Jallikattu is brutal: Petitioners Argue Against Jallikattu in SC

Jallikattu is brutal: Petitioners Argue Against Jallikattu in SC

The Supreme Court heard a batch of petitions on November 30 challenging the constitutionality of laws allowing Jalikattu, Kambala, and bull-cart races in states such as Tamil Nadu, Karnataka, and Maharashtra. A five-judge Constitutional bench led by Justice KM Joseph and comprised of Justices Ajay Rastogi, Aniruddha Bose, Hrishikesh Roy, and CT Ravi Kumar asked Senior Advocate Mr. Shyam Divan a question: "This court has observed that Jallikattu is brutal. So, the form in which the practise exists is cruel, not the practise itself. The reason why I ask this question is because in 2014, when Nagaraj came, the form was different. Now there is an amendment and rules have been brought in and things have changed. Now, once the mechanism is put in place, anyone who is not following the rules is violating it. Penal action is embedded in the statute. You've now presented reports.Even if those reports are taken at face value it's the execution that's the problem. So, is the rule bad or the manner in which it is being followed is bad? We have to test the scheme and not the ground reality."

On the aspect of Articles 14, 19, and 21 rights arising qua the petitioners, Justice Joseph asked Mr. Divan, "See how the law has developed as far as 14 is concerned. Milestone is Maneka Gandhi decision. All of this is founded on a triangular approach - 14, 19 & 21. They are interconnected. For that you will need to have a premise on Article 19 as well."

Counsel for the petitioners from the state of Maharashtra, where the state government's impugned amendments allowing bullock cart races in the state are being challenged, began his submissions before the court today by first pointing out the differences between the Maharashtra impugned legislation and that of Tamil Nadu and Karnataka. "I am going to tell your lordships what the difference between Maharashtra legislation and Jallikattu is," he said.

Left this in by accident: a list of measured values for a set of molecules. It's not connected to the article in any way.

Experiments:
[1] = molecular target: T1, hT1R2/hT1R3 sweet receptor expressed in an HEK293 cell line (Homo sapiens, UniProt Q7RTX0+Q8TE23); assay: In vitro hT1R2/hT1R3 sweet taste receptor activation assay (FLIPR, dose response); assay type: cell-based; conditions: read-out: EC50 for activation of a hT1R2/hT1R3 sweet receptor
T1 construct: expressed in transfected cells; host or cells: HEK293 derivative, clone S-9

The differences he pointed out were namely:

  1. The contested legislation in Tamil Nadu was enacted in 2009. It was later called into question. It was declared unconstitutional in Nagaraj. However, there was no such act in Maharashtra. The contested act was first introduced in 2017.
  2. The purpose of the Principle Act is to prevent "unnecessary pain or suffering." The word "unnecessary" is not used in Section 3(2) of the Amendment Act; instead, the phrase "pain or suffering" is used. Although 3(2) begin with a non-obstante clause, the effect is mitigated by the absence of the word "unnecessary." The Maharashtra amendment reintroduces Section 11 of the principle act, which has been softened by the absence of the word "unnecessary."

Initially, petitions were filed to quash and set aside a notification issued by the Union of India on January 7, 2016, and to direct the concerned states to comply with the Apex Court's decision in Animal Welfare Board of India v. A. Nagaraja and Ors. (2014) 7 SCC 547. The Prevention of Cruelty to Animals (Tamil Nadu Amendment) Act, 2017, was passed while the case was pending. Following that, the writ petitions were amended to seek the repeal of the aforementioned Amendment Act. The Supreme Court then referred the case to a constitutional bench to decide whether Tamil Nadu can retain Jallikattu as a cultural right under Article 29(1) of the Constitution, which guarantees citizens' cultural rights protection. A division bench of Chief Justice Dipak Misra and Justice Rohinton Nariman felt the writ petition revolving around Jallikattu raised significant questions relating to constitutional interpretation and referred the matter to the constitution bench with five questions to decide on in addition to those brought up in the writ petitions.

Case Title: Animal Welfare Board of India versus Union of India and others and connected cases

Citation: W.P. (C) No. 23/2016

Link: https://main.sci.gov.in/supremecourt/2016/1216/1216_2016_3_501_40263_Order_30-Nov-2022.pdf


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